Museums are amongst the most democratic of cultural institutions. They tell our national stories, memorialize our triumphs and tragedies, preserve our traditions, encourage a thirst for knowledge about others and knit together different generations and cultures.
The major museums within CAMD work with and celebrate the diverse cultural groups which make up 21st century Australia. This partnership contributes to building vibrant and cohesive communities.
Celebrating Indigenous Culture
CAMD museums work closely with Indigenous groups to protect and promote understanding at home and abroad of the rich cultural practices, beliefs and aspirations of Indigenous people in the Australasian region.
The major museums have worked for some time with local Indigenous communities to develop policies for the display and care of Indigenous cultural materials. In some cases, Australian museums incorporate Keeping Places and New Zealand institutions have Maori Marae within their walls.
CAMD museums also work to:
- repatriate human remains and secret/sacred objects from overseas collections;
- promote cultural regeneration of lost skills such as canoe building and fibre work;
- celebrate Indigenous heritage and contemporary culture through major exhibitions;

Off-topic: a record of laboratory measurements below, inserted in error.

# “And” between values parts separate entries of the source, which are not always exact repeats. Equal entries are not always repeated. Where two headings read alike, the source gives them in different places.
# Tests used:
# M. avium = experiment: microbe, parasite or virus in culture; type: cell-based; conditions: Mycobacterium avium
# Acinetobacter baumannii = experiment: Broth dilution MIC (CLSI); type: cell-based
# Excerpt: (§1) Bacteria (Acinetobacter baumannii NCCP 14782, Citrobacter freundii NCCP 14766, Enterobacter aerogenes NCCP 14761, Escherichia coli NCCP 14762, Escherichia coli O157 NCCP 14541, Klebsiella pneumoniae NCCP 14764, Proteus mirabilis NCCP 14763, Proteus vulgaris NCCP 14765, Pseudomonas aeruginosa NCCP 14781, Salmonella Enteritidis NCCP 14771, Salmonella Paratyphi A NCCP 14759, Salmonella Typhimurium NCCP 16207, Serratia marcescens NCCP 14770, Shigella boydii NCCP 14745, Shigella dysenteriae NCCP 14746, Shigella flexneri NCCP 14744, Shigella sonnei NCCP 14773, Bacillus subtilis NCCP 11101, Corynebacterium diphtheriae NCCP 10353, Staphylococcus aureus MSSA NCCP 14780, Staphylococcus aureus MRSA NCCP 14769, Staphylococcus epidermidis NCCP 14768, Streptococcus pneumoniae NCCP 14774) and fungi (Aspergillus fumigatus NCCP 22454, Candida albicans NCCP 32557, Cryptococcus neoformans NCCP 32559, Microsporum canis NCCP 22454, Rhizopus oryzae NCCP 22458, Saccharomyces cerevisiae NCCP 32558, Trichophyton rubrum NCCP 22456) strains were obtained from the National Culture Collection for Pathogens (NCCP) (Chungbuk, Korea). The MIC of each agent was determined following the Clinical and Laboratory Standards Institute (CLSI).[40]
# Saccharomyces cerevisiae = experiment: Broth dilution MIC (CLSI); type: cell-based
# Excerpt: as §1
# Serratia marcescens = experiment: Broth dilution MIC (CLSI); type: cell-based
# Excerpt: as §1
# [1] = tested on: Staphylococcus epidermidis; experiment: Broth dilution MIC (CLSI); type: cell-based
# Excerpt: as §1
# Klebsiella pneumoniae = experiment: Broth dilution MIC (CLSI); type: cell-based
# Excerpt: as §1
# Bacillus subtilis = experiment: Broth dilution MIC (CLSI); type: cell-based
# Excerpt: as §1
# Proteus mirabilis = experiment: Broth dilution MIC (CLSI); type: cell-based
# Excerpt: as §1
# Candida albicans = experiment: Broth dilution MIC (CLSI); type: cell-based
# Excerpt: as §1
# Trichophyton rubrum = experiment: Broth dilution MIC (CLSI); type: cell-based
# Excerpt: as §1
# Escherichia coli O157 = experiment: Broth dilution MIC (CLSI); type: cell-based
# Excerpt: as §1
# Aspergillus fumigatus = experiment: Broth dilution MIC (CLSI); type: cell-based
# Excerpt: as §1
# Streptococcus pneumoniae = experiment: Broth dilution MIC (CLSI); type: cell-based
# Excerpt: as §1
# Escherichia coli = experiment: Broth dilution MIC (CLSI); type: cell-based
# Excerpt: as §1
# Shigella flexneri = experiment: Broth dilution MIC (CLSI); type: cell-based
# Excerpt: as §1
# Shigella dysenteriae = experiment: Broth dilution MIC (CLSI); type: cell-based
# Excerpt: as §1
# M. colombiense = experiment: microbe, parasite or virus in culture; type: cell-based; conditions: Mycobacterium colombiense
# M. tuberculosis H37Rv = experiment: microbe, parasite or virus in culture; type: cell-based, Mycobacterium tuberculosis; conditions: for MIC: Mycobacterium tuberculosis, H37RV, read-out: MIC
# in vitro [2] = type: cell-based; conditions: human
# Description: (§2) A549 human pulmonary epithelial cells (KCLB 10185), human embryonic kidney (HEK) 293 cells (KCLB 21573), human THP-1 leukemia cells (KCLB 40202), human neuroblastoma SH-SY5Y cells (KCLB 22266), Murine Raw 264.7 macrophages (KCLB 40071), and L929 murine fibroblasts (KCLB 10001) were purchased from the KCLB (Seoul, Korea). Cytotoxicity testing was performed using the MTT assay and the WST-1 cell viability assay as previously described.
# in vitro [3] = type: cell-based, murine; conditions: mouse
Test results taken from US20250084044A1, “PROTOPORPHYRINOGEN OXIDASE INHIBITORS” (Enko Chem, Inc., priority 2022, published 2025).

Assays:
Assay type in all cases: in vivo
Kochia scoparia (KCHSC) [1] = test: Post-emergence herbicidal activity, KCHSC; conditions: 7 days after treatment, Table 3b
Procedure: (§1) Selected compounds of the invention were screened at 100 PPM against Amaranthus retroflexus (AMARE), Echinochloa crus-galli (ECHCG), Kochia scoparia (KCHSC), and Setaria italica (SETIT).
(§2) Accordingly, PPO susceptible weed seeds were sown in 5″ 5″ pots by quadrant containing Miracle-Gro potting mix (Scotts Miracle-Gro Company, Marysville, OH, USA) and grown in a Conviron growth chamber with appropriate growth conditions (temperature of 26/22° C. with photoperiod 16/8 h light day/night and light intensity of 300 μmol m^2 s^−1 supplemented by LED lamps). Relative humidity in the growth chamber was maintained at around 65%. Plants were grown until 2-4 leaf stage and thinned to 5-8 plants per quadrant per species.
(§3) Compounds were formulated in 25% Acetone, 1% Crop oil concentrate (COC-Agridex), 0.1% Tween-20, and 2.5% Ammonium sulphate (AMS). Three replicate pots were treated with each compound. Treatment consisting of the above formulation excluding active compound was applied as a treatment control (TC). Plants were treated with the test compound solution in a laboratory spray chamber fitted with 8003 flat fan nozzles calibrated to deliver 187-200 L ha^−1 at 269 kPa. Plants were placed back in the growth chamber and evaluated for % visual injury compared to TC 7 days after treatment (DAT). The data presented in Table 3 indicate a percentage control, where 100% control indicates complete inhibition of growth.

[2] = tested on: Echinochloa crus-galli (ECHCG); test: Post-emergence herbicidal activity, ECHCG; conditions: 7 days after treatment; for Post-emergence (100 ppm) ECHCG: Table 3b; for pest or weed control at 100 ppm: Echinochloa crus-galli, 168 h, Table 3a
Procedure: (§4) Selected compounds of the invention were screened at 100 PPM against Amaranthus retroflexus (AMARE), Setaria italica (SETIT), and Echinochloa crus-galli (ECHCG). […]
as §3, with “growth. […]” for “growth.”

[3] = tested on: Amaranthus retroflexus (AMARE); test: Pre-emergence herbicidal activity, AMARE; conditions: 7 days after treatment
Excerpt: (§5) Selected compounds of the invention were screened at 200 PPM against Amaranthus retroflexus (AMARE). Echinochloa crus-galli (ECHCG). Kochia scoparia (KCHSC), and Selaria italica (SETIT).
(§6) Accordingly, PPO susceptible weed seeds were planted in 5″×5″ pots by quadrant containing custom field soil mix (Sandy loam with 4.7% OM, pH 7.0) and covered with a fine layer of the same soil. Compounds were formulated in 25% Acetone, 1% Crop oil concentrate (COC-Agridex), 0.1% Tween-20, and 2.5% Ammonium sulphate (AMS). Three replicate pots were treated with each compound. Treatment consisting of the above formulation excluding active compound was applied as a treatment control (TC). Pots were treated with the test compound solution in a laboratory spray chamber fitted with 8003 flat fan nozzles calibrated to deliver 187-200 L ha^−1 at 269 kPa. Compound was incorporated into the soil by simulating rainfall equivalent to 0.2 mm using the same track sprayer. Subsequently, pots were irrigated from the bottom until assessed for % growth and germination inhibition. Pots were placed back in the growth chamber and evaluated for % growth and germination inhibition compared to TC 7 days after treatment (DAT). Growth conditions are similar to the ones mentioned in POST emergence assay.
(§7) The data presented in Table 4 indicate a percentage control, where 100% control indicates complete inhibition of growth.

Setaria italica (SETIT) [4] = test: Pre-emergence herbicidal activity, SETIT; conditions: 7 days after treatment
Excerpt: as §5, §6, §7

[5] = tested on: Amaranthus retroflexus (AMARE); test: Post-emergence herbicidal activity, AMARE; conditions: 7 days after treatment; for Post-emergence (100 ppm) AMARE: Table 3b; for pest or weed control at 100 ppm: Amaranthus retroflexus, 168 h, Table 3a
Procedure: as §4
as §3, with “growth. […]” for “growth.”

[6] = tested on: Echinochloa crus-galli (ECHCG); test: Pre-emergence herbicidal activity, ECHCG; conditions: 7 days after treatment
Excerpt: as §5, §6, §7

- promote cultural sensitivity;
- undertake research on Indigenous traditions, language and material culture;
- encourage the employment of Indigenous museum officers; and
- provide consultancies in relation to the management of traditional Indigenous objects by Government, industry and Indigenous communities.
Our Many Cultures
The histories of Australia and New Zealand are marked by waves of migration. The migrant experience, however, can be one of displacement and isolation. People turn to cultural heritage as a way of feeling at home in new places and also to pass on a sense of tradition and belonging to future generations.
Migrant and refugee groups experience pride, confidence and a greater sense of belonging to the wider community, by presenting their stories in museums through exhibitions and other interactions.
A number of museums have become sites for the celebration and remembrance of the migration experience and new citizenship – like the Western Australian Maritime Museum ‘welcome wall’ where 34,500 migrants names are inscribed or the many precious keepsakes and stories encapsulated in the Immigration Museum, Melbourne or the Migration Museum, Adelaide.
Through the stories of individuals and migrant groups, museums promote interest in and understanding of others and in the process strengthen the national social fabric.
CAMD Directors believe that, in a rapidly globalizing world, it is critical that young people know and understand their own national stories. Museums play a significant role in developing content for classrooms and online which creates a personalised pathway through local, State/Territory/regional and national history.
The dedication of CAMD museums to our national stories can be seen in the wide range of events and activities currently underway as part of the commemoration of WWI.